Finally, the first signs of buds on the blackcurrant  bush - there's hope yet!  Do you have much left in your winter garden larder?

Saturday, 21 January 2012

Versatile Blogger Award

Bridget at Arigna Gardener has passed on the Versatile Blogger Award to me and I am delighted to accept.

It is very gratifying to think that someone enjoys your blog enough to give you an award.  The rules are that you should pass it on to 15 recently discovered blogs and let the bloggers know they have been nominated.  Then you have to share 7 things about yourself.  Finally thank the award giver and link back to them.

The dictionary definition of  'versatile' is turning easily from one subject to another - so I have chosen recently discovered blogs that cover a variety of subjects.

  1. house-chickens-eggs-cakes
  2. circle of the year
  3. going gently
  4. the summer porch
  5. mrs minivers daughter
  6. corners of my mind
  7. life through reflections
  8. heart shaped
  9. bright star
  10. a place for everything
  11. acorn moon
  12. living on the edge
  13. resistant but persistent
  14. miss whistle
  15. useful or beautiful
Seven things about myself - FAVOURITES
  1. Favourite food - Cake (any shape, size or flavour)
  2. Favourite colour - Fuschia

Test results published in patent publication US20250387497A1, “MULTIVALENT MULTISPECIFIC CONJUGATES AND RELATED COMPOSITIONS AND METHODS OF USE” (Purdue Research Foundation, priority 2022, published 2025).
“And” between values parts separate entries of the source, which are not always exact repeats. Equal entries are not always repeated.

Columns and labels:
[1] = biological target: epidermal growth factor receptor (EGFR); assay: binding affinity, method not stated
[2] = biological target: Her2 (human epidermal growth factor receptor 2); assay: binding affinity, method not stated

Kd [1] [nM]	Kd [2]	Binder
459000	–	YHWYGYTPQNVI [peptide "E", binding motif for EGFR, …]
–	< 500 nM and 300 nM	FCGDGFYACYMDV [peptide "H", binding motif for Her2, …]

3. Favourite book - (the one I have re-read the most) Blackberry Wine by Joanne Harris
  4. Favourite movie - (so many to choose from)  The Notebook
  5. Favourite record - (again, so many to choose from) Heartbreak Hotel by Elvis Presley
  6. Favourite television adaptation - Jane Austens' Persuasion
  7. Favourite TV Chef (cook) Nigel Slater
Phew!  That has taken an age to compile both lists - I would quite understand if any of those bloggers I have chosen refused to accept the Award - it is very time consuming fulfilling all the obligations that come with it.
Now all I have to do is inform them.

Tuesday, 17 January 2012

An Edible Hedge

The home garden backs on to open fields and the wind rushes through the garden at an alarming rate with nothing to stop it.  The gales, a couple of weeks ago,  have finally prompted me to take action.  I don't want to block out the view completely, but I think an edible hedgerow might be the answer.

As winter is the best time to plant bare-rooted fruit and berry trees I have decided to place an order for 3 Hazel , 1 Crab apple, 5 Sloes and 1 Cherry plum this should be enough for a 4 metre hedge.

Cherry Plum
A deciduous hedging plant which blooms in February and forms fruits from late summer onwards.  This should be a nectar source for bees and attract other beneficial insects.

A British native form of wild plum which bears blue-black fruits and white blossom in late winter

crab apple
White, pink-tinged blossom in spring and small, sharp-tasting fruits in late summer.

A fast-growing deciduous hedging plant, covered in yellow catkins from January to March and producing nuts which ripen in September and October.